by Lynn KearHaving just seen Brent in Von Sternberg's 1927 'Underworld', and being intrigued, I obtained her biography through interlibrary loan. In this $45 paperback there are 102 pages of biography and 137 pages of filmography, plus 18 pages of chapter notes. Read every bit of it and decided not to buy.
Brent's stardom was short lived - a mere 2 years during a 36 year career. It's odd that a 302 page book on her life and career was published, as she seems to warrant at most a chapter in a book on long-gone and forgotten movie stars, forgotten until Von Sternberg's 3 great silent films were recently issued on dvd. Further, this biography has some major drawbacks. Because Brent died 37 years ago and left no diary (as Kay Francis so kindly left her biographers), or letters or studio contracts or documents or other memorabilia (excepting, I assume, a scrapbook and stills), and as her contemporaries are all dead, and as she was not a big enough star to be written about extensively in previous film history books, the authors are obliged to get their information from fan magazines and newspaper clippings. Kevin Brownlow in the Foreword says "it's a pity biographers are so dependent on the output of press agents", and yet as there is no other source material readily available, Kear and King must draw from publicity articles. There probably is original source material in file drawers and trunks in Hollywood and elsewhere, but the authors have not done the research to uncover it.
Since the authors have little documentary material to work with, there is an annoying amount of speculation, such as the assertion that Brent was blacklisted when film offers dried up in the early 30s.However, it is far more likely that what was the common fate of most other film actors was Brent's fate as well, namely, that the movie going public lost interest in her and moved on to new favorites, hence, no more starring roles. Also, there is too much irrelevant background material on people who were important to people in Brent's life. For instance, there are several pages on the Dolly Sisters, one of whom was previously married to Harry Fox, Brent's 3rd husband. What's this doing in a bio on Brent? And why does the filmography include extensive detail of the plots of Brent's movies, most of which are not available or lost, as well as mini-biographies of each cast and crew member.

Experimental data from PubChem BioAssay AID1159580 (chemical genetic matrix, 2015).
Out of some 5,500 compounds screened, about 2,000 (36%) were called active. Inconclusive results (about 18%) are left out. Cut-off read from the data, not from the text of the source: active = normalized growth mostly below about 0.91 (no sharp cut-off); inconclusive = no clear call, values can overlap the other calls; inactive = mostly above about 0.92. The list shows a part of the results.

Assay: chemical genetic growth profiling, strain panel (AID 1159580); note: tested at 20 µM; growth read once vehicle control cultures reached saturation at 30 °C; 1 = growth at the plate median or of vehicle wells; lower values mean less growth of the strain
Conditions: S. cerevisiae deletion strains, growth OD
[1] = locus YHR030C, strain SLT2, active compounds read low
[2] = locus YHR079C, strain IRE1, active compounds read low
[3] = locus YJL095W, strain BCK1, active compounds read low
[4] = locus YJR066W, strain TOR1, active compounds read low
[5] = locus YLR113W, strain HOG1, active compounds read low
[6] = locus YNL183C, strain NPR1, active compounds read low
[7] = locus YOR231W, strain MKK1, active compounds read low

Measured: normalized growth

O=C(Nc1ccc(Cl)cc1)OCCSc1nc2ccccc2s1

The authors mention too many times the rumor that Brent was a lesbian. They cite Brent's relationship with Dorothy Herzog, a Hollywood newspaper and magazine writer.To me it seemed that these 2 Hollywood working women had much in common and it was natural that a close friendship would develop based on their career interests. Also, unless the person acknowledges that they are gay, such as did William Haines, or there is actual proof, such as with Ramon Novarro, bestowing on rumors the respect they don't deserve is irresponsible.
Finally, this book contains too few, too small, and only fair quality black-and-white photos.The book I would like to have on Brent or any other of a hundred or more forgotten stars, is one that reprints all the fan magazine articles, portraits, candid snaps and bits of gossip therein; high-quality reproductions of film stills, posters, and lobby cards in color on half-or-full size pages; family photos; publicity portraits; film reviews from the NYT, Variety, Hollywood Reporter, fan magazines; plus excerpts and quotes from published biographies on other stars and from film history books.For THIS 300-page compilation of Life and Career materials, I'd happily pay $45.
|eBook format||Unknown Binding, (torrent)|
|Publisher||McFarland & Company|
|File size||4.3 Mb|
|Book rating||3.03 (6 votes)